The chief executives of two of the word's biggest gold producers said the fundamentals driving the price of bullion remain strong.
Nick Holland, the CEO of South African-based Gold Fields told CNBC that while prices may consolidate a little over the coming months, the long-term picture remains strong.
"The fundamentals behind the gold price remain intact. The one positive thing that I think will help to consolidate gold over the next year is that fact it still represents only a small proportion of total funds under management," Holland said. (Click for full interview)
"Almost every fund I've talked to around the globe wants to have a piece of gold in their portfolio. So gold has regained its investment status as a safe haven and we'll continue to see that over the next year," he added.
"Plus of course the fundamentals in the gold sector - we're not seeing significant additional supply coming on board and we have seen a big increase in demand, certainly in dollar terms, for jewellery as investment. So I would continue to see that the demand for gold would continue to be strong," Holland said.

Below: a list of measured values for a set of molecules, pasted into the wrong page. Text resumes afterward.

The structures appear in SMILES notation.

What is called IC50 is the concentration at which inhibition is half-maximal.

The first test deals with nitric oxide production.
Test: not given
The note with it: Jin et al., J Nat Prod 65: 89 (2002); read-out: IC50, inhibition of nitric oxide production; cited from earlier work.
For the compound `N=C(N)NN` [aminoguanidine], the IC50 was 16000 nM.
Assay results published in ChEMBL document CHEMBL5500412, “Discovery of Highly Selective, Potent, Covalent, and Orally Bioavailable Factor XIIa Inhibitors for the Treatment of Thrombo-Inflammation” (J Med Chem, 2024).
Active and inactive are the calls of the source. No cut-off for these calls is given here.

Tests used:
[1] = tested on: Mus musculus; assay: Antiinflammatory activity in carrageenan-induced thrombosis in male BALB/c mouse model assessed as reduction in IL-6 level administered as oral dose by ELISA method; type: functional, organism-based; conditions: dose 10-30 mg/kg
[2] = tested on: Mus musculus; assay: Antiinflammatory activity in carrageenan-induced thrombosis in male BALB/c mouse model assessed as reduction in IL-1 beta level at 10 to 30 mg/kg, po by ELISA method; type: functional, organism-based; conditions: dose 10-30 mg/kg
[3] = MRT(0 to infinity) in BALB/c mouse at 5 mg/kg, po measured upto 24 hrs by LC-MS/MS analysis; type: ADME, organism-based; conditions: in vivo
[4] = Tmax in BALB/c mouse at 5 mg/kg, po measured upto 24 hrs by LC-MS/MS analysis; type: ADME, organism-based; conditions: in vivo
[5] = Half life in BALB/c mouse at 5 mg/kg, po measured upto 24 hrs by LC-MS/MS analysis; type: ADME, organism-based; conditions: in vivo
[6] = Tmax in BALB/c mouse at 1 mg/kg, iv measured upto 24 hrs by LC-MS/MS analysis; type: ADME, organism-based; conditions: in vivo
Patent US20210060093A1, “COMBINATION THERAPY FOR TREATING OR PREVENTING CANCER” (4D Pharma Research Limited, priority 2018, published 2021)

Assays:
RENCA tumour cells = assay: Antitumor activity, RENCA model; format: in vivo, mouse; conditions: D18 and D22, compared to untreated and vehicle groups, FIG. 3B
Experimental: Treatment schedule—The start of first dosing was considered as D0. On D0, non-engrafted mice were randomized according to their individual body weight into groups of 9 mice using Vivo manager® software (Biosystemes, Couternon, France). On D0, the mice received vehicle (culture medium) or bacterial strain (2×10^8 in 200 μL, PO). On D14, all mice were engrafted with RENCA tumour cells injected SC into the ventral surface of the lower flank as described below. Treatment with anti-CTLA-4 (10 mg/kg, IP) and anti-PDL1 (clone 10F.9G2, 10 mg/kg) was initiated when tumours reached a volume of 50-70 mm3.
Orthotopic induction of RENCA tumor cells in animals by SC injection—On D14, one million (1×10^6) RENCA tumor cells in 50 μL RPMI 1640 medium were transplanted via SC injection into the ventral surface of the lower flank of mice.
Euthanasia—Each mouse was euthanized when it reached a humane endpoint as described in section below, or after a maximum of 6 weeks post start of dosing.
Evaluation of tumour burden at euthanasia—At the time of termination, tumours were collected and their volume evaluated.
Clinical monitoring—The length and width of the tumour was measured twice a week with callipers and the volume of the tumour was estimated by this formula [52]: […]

Mark Bristow, CEO of London-listed and west-African focused Randgold Resources, agrees with his rival at Gold Fields.
"We're getting a tightening of a new gold supply, that is supply and demand, elasticity in the market, and then of course, the outlook, the global economic outlook," Bristow said. (Click for full interview)
"Last year I said this year will probably trade 1,000 to 1,200 (dollars per ounce) as everyone tries to convince everyone else that it's all fine and it's all fixed but I think we've got a little way to work ourselves out of the global mess that we're in," he added.
The comments came as both gold producers posted earnings. Gold Fields saw earnings per share more than triple to $1.34 but missed some analyst expectations. Randgold said it will miss production targets for 2010 by around 5 percent.